Complications During Implant Installation
In rare situations, a failed dental implant may also be due to the way it was installed. Such as if it perforates the sinus cavity lining above it. Fortunately, working with a dental implant expert like Dr. Gordon, who is capable of using bone grafts or modified installation techniques, can help avoid these upsetting complications.
If an Implant is Fully Integrated
A new dental implant that is fully integrated should essentially feel structurally sound for the rest of your life. If an implant fails or you have loose implants, it is typically due to failure of the implant to integrate with the bone in that area, or bone loss in general. Your implant feels loose simply because there is not enough bone surrounding it to hold it into place.
Dental implant integration can take 3-6 months and should never be rushed. Affixing a permanent implant crown or other restoration could apply unnecessary pressure to the area, resulting in bone loss and a loose dental implant.
Do You Need a Bone Graft?
To help avoid a loose dental implant or future implant failure, it may be necessary to place a bone graft prior to the dental implant being installed. A bone graft adds density to your jaw bone to help counteract bone loss and inadequate support. In some cases, bone grafts can also be performed at the same time the dental implants are placed.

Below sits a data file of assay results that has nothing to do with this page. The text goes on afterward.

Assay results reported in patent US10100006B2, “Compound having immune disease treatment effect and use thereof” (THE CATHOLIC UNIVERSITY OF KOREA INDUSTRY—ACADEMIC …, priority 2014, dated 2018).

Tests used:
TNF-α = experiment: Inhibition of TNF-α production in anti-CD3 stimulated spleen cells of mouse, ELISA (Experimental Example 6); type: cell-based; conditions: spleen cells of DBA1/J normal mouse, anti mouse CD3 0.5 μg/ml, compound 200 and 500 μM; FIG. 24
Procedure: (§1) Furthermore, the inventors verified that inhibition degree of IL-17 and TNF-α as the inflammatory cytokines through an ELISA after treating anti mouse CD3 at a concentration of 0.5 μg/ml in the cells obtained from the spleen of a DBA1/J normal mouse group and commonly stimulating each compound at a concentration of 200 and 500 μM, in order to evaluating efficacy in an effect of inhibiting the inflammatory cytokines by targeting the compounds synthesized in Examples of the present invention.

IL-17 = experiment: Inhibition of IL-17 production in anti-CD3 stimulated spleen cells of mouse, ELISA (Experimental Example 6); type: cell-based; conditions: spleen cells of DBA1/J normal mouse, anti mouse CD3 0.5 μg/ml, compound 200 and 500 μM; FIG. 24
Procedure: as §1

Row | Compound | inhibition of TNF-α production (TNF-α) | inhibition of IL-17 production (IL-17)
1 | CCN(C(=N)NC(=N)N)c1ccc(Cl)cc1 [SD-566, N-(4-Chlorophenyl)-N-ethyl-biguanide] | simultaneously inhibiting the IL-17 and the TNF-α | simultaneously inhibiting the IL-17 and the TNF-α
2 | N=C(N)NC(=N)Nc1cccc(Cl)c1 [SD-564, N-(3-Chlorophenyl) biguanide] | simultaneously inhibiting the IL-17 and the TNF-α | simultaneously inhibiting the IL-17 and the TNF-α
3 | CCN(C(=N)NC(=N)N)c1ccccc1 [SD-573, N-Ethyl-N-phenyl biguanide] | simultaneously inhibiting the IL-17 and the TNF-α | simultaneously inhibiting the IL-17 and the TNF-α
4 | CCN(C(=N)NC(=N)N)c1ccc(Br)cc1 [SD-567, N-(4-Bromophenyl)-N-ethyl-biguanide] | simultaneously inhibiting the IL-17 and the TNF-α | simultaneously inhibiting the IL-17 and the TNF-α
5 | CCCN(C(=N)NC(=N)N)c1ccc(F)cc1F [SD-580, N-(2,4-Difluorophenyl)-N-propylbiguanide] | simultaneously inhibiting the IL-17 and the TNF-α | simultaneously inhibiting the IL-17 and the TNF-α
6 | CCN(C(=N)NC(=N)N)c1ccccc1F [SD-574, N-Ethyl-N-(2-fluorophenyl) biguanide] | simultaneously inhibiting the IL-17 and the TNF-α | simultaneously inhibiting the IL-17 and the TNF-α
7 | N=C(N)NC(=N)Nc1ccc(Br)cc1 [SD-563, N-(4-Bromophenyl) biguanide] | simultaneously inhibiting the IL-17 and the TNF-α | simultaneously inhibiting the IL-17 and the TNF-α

Restore Broken Parts (Tooth Implant)
If your dental implant breaks, it is likely the dental crown (tooth cap) that has come unattached. Fortunately, our dentist can help repair the area so that you can avoid further damage.
Some dental implant patients may also experience broken abutments, which are the pieces between the crown and the actual dental implant root. A broken abutment is a more challenging dental implant failure to repair, as special tools and skills are required to access all of the areas that need to be replaced. Being that Dr. Gordon focuses on implant dentistry, we’re available to assist you in a unique situation such as this.
High Implant Success Rates
When you need to replace missing teeth, dental implants are the preferred treatment solution. Not only are implants modeled after natural teeth, but they’re also non-invasive to surrounding, healthy teeth that you’re still able to retain. Loose dental implants are extremely rare, especially when placed by an experienced dental implant provider like Dr. Gordon. We will carefully screen and assess your smile to ensure a thorough planning process for the best possible outcome.
Implant Repairs in Kansas City
Gordon Dental provides comprehensive dental implant therapy and implant restoration in Kansas City. Even if you don’t currently have healthy teeth, today’s dental implant treatments are extremely successful and proven to be the next best thing to a natural smile.
Whether you’re looking to get dental implants or have loose implants that need to be repaired, we encourage you to call us today. Dr. Gordon will be happy to assist you!